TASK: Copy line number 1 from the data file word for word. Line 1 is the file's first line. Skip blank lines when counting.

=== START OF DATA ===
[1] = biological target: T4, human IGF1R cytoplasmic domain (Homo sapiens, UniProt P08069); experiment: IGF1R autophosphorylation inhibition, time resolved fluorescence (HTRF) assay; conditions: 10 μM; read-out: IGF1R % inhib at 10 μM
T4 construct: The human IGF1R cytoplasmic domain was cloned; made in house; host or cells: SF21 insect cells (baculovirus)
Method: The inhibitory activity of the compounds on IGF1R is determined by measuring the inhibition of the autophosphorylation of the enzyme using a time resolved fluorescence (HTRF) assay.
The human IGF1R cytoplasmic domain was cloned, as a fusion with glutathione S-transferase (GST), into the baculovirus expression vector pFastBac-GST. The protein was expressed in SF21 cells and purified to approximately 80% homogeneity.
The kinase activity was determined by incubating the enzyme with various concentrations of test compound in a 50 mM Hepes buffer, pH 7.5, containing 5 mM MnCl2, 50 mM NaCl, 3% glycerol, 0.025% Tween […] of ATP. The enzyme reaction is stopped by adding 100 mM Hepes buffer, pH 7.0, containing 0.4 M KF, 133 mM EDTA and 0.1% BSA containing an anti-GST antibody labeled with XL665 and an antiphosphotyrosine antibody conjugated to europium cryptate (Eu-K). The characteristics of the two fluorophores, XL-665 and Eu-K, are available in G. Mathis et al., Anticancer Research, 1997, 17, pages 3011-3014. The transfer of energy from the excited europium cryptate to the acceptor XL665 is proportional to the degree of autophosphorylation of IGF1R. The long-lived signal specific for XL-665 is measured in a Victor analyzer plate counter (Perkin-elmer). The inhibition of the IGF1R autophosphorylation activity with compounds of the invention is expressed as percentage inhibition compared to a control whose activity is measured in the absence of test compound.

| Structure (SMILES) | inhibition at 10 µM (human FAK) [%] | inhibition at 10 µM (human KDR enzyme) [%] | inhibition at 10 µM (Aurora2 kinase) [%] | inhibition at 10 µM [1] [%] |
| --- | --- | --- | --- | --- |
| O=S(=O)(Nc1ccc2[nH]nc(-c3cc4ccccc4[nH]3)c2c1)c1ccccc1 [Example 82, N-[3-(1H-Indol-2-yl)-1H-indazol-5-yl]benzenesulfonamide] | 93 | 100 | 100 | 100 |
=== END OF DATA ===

[1] = biological target: T4, human IGF1R cytoplasmic domain (Homo sapiens, UniProt P08069); experiment: IGF1R autophosphorylation inhibition, time resolved fluorescence (HTRF) assay; conditions: 10 μM; read-out: IGF1R % inhib at 10 μM